The guitarist tells Loudwire’s Gear Factor that he first picked up the guitar around the age of eight. “Around that time, my friend gave me a cassette tape and he was like, ‘Check out my brother’s band.’ But it wasn’t his brother’s band, it was Nirvana. It had like, ‘Smells Like Teen Spirit,’ ‘In Bloom’ and then he had some Prodigy songs on there. I think he was trying to convince me that all those bands were his brother’s band. I kind of half believed him.”

Turns out Nirvana was quite huge in young Josh’s world, as he eventually learned to play “Smells Like Teen Spirit” on guitar and played the song unaccompanied at a high school event. “That must have been tedious for people to watch,” he adds.

When asked about his first riff, the guitarist says, “I don’t know if I’d classify this as a riff, but Radiohead, ‘Street Spirit,’ the picking thing. That was one of the first things I learned and it’s still kind of tricky.”

Josh reveals that he struggled early on with his bending technique and sweep picking, but he later mastered the latter and credits a Metallica favorite for really paving his path musically, adding, “As soon as I could [play ‘Battery,’] the world was my riff oyster.”

Having shown the riffs and solos that helped shape his playing, the guitarist turns his attention to his favorite Architects riffs. He opens with “Mortal After All,” reflects on the ease of coming up with the “World Beggars” riff, and admits that while he views it as a “meathead” riff, he loves playing “Modern Misery” live.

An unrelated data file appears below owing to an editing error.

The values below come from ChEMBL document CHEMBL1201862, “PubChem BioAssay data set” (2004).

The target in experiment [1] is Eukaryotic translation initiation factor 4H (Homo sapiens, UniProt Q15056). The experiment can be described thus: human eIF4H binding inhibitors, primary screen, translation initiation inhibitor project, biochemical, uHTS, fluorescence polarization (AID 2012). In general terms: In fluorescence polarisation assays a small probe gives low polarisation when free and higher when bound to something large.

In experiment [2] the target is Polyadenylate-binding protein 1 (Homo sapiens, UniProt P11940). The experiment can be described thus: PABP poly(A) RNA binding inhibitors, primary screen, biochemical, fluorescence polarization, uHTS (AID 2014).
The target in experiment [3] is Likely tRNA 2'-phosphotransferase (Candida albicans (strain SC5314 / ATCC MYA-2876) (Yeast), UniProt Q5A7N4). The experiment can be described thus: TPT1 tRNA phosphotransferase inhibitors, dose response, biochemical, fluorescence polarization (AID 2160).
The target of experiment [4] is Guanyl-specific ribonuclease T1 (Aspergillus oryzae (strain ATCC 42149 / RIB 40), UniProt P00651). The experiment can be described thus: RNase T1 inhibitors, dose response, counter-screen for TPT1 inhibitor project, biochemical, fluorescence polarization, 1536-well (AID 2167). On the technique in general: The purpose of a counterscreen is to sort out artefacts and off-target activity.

Middleton also serves up two newer riffs from the upcoming For Those That Wish to Exist album. First up is “Animals,” the last song written for the new album, and the main riff to “Black Lungs,” revealing that he used his octave pedal to make it sound a little more quirky.

For Those That Wish to Exist is due Feb. 26 through Epitaph Records and you can pre-order your copy right here (As Amazon affiliates, we earn on qualifying purchases).

2021’s Most Anticipated Rock + Metal Albums

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Metal Classic ‘The Crow’ Getting Limited-Edition Merch Collection

The 1994 classic movie The Crow, iconic among goths and metalheads, is getting it’s own limited-edition merchandise collection from Loot Crate, and we’re giving you an exclusive early look at the set.

The film is just about as rock ‘n’ roll as it gets. The plot is centered on Eric Draven — frontman for the metal band Hangman’s Joke — who is murdered along with his fiancé, and later brought back to life by the power of the crow to avenge her.

Beyond being a cult classic in both the heavy metal and goth realms, the film has become an undying classic following the tragic death of star Brandon Lee, who was killed during filming due to an improperly loaded stunt gun.

The new limited-edition merchandise set will be available for purchase tomorrow (Feb. 16) exclusively from Loot Crate. It includes a Hangman’s Joke T-shirt, a long-sleeve shirt with Draven’s face and a hoodie with “It Can’t Rain All the Time” written on the back, which is a song from the film’s soundtrack. See images below.